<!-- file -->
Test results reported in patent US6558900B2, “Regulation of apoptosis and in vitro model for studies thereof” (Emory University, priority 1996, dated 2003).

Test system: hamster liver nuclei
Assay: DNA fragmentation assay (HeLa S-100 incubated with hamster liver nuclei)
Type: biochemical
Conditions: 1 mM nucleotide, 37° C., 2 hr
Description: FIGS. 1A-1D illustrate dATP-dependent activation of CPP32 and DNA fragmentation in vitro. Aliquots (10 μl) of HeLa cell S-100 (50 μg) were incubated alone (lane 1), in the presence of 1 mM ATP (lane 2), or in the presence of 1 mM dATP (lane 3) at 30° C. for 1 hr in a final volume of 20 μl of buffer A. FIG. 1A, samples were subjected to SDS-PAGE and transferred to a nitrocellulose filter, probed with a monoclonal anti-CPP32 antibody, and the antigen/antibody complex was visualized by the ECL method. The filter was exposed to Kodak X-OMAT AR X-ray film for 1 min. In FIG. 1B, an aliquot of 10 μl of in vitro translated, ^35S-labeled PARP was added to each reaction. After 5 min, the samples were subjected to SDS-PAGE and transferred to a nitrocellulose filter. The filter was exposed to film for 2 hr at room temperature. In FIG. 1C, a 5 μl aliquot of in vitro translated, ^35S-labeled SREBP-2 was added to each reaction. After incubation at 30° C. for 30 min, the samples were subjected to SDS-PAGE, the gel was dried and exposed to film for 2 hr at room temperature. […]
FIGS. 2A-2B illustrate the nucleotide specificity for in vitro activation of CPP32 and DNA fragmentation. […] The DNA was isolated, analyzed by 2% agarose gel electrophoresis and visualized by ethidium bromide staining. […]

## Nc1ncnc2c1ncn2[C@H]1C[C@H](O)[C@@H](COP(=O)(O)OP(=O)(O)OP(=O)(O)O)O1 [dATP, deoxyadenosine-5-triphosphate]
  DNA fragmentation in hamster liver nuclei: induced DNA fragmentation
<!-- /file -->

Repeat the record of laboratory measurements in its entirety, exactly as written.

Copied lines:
Test results reported in patent US6558900B2, “Regulation of apoptosis and in vitro model for studies thereof” (Emory University, priority 1996, dated 2003).

Test system: hamster liver nuclei
Assay: DNA fragmentation assay (HeLa S-100 incubated with hamster liver nuclei)
Type: biochemical
Conditions: 1 mM nucleotide, 37° C., 2 hr
Description: FIGS. 1A-1D illustrate dATP-dependent activation of CPP32 and DNA fragmentation in vitro. Aliquots (10 μl) of HeLa cell S-100 (50 μg) were incubated alone (lane 1), in the presence of 1 mM ATP (lane 2), or in the presence of 1 mM dATP (lane 3) at 30° C. for 1 hr in a final volume of 20 μl of buffer A. FIG. 1A, samples were subjected to SDS-PAGE and transferred to a nitrocellulose filter, probed with a monoclonal anti-CPP32 antibody, and the antigen/antibody complex was visualized by the ECL method. The filter was exposed to Kodak X-OMAT AR X-ray film for 1 min. In FIG. 1B, an aliquot of 10 μl of in vitro translated, ^35S-labeled PARP was added to each reaction. After 5 min, the samples were subjected to SDS-PAGE and transferred to a nitrocellulose filter. The filter was exposed to film for 2 hr at room temperature. In FIG. 1C, a 5 μl aliquot of in vitro translated, ^35S-labeled SREBP-2 was added to each reaction. After incubation at 30° C. for 30 min, the samples were subjected to SDS-PAGE, the gel was dried and exposed to film for 2 hr at room temperature. […]
FIGS. 2A-2B illustrate the nucleotide specificity for in vitro activation of CPP32 and DNA fragmentation. […] The DNA was isolated, analyzed by 2% agarose gel electrophoresis and visualized by ethidium bromide staining. […]

## Nc1ncnc2c1ncn2[C@H]1C[C@H](O)[C@@H](COP(=O)(O)OP(=O)(O)OP(=O)(O)O)O1 [dATP, deoxyadenosine-5-triphosphate]
  DNA fragmentation in hamster liver nuclei: induced DNA fragmentation